Nothing is easy to do 1. on your instrument (even as a vocalist), and 2. with jazz in general. Ear training is paramount to Jazz because of its complexities, especially the Standards here at LJS and with Aebersold, Alfred, et al, discs and music.

  37. 24/24. I've been working ear training for a few weeks, 10 minutes per day.At the moment I'm doing it with differents roots (randomly). What should I do next? Thanks for posting this exercise!

    • Next would be for you to continue your 10 minutes a day as you practice your instrument, then as you play along with others/discs, LJS, et al.
      You should consider writing out those intervals on manuscript paper, in all keys, move up a 4th each time (most music resolves up a 4th) and play through all 12 keys. Have fun with it. The next time through reverse your intervals. And play, man, play.

  38. I need much more work on interval training > I missed 14 out of 24 a 42% score but my wrong answers were within a 1/2 step off .Is this relative pitch or what. How do you count or call the intervals descending? For example, from the 8th octave down to the 7th (Ti in solfege) called a minor 2nd down from the octave or better yet 8th octave down to sol is a 4th on adescend from sol to octave do or is it called a 5th descending? You can see the misnomer in calling the interval when you're in a descend.

  39. 24/24
    What I struggle with at the moment is to recognize chord quality especially
    m+7, Aug, dim vs dim7.
    I find chord progression quite challenging to…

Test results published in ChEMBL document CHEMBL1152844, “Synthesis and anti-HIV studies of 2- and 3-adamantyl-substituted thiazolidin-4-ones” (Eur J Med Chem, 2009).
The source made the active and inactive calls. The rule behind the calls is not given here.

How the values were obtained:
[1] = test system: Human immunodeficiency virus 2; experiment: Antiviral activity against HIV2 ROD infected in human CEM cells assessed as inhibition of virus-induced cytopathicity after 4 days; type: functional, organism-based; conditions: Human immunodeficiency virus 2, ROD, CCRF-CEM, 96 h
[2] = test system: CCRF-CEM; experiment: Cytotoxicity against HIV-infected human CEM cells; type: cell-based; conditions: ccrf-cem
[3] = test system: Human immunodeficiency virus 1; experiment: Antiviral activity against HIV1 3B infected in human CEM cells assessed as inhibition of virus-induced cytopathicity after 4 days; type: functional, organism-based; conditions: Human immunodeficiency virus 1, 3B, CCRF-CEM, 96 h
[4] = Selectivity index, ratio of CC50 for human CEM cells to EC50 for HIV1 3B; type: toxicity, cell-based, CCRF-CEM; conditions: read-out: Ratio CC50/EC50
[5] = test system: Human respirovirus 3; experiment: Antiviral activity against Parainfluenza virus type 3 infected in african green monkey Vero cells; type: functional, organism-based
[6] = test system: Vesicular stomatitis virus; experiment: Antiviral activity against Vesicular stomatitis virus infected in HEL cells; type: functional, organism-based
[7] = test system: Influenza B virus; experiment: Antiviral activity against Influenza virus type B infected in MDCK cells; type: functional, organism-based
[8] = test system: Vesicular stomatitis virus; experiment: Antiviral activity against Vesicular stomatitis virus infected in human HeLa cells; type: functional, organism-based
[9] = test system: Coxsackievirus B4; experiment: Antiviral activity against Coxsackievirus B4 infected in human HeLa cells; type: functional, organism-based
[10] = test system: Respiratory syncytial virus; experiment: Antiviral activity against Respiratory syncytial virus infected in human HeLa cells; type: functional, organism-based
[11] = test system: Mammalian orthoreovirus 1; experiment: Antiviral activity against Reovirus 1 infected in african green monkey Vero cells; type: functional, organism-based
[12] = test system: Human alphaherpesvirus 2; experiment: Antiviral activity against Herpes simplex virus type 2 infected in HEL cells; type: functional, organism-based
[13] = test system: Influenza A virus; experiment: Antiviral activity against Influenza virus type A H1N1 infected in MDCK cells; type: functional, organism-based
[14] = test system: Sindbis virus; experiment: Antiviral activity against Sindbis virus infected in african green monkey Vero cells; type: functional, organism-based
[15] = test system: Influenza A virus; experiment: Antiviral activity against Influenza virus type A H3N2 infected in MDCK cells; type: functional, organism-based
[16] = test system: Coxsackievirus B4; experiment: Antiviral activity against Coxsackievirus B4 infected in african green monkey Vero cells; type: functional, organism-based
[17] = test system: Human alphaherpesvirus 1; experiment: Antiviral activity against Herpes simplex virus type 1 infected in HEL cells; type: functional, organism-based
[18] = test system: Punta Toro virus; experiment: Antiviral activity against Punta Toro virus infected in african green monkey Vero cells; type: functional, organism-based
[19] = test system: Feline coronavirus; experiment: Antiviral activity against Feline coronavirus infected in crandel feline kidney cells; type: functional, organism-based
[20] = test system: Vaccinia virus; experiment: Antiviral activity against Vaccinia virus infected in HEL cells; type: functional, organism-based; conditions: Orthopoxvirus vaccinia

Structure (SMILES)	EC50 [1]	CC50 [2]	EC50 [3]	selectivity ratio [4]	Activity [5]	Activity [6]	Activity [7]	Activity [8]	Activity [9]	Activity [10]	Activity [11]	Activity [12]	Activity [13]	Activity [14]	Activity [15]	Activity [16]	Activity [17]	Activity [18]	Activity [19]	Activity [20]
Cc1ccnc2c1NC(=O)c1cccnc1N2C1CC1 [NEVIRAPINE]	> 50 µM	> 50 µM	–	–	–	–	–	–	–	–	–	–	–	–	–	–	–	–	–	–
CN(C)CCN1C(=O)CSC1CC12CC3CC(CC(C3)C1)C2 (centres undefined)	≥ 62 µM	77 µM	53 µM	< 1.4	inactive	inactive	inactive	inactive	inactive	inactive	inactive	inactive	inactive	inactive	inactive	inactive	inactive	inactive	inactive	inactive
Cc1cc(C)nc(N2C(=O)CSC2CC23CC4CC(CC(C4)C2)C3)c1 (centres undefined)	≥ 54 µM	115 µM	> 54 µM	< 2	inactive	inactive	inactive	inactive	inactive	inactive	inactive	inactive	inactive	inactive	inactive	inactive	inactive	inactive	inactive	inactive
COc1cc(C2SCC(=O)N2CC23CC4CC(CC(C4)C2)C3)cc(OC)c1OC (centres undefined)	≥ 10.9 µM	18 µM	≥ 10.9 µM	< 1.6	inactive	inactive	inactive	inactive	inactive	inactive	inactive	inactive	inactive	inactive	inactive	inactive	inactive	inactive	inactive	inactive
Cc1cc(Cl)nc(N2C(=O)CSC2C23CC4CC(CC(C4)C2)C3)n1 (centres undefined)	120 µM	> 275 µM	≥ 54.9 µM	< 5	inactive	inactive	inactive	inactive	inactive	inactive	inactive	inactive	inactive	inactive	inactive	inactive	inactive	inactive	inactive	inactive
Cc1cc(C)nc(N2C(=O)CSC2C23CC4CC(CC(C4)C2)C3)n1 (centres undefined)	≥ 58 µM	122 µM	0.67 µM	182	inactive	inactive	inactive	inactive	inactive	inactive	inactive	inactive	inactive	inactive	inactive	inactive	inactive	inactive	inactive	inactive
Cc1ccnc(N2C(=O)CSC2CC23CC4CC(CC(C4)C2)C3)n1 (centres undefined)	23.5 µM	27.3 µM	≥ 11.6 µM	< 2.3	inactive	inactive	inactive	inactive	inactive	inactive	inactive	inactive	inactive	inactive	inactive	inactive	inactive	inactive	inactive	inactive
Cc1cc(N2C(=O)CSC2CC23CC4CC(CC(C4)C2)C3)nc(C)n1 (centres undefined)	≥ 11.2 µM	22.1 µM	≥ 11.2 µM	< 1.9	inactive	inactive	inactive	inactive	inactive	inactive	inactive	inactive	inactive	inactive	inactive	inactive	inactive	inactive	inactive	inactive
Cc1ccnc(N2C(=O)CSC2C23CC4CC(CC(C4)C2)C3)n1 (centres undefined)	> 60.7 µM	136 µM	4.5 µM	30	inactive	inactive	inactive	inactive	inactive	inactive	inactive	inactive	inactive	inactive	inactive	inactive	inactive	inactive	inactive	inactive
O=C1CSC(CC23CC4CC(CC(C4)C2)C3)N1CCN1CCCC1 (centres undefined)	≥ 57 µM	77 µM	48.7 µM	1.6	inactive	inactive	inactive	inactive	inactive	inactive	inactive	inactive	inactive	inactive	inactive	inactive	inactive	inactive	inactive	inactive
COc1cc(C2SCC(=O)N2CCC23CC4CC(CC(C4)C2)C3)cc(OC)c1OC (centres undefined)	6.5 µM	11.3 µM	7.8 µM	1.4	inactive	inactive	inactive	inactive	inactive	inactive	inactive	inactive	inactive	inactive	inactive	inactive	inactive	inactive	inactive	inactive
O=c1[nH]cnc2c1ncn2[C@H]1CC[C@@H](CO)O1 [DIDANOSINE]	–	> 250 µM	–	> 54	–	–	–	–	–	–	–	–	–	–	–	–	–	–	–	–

If someone can advice some good courses or app it would be much appreciated!

    • Listen, listen and listen more to those chords that play Major then Minor, then Major then Major flat 7th, then Major then Minor 7th. In other words, play and compare. The 3rd and the 7th tones in a chord define the chord; always.

      If you play a chordal instrument play those chord to chord combinations and practice listening every day.

      If you play a melody instrument get a small electric piano, if you don't have one, and play those chord changes. In fact, that is the very recommendation that I hear Jamie Aebersold tell every melody instrumentalist.

      I haven't seen an app that is advanced enough to help you with those.

      Do the same for diminished chords. IE: play a C7 then a C7-9
      As you may already know, a diminished chord is made up of stacked minor 3rds.
      And for Augmented Chords: play a C7 then a C7-13 (C7+5)

      1. Play them over and over.
      2. Repeat

      Happy motoring. And remember that there is no easier way to learn to play Jazz.
      Just Do It!

  40. well up is going pretty well now (12/12)! but down is still a little bit frustrating(7/12), but hey something to work on 🙂 thanks for the practice and for all your help on that website!! cheers

  41. I made no mistake in the "up" part but confused minor 6th and major 6th
    in the "down" one and "wild guessed" tritone… which allowed me to
    infer the rest by comparisons -_-

    I was actually expecting worse results as i haven't done ear training in weeks, but it still feels very frustrating…

  42. Crap !! 14 / 24 !! 8/12 on the first half all half tone errors except 1. Much worse on the second half 6/12 with 2 a tone and a half off. ButI've never thought of descending intervals – EVER !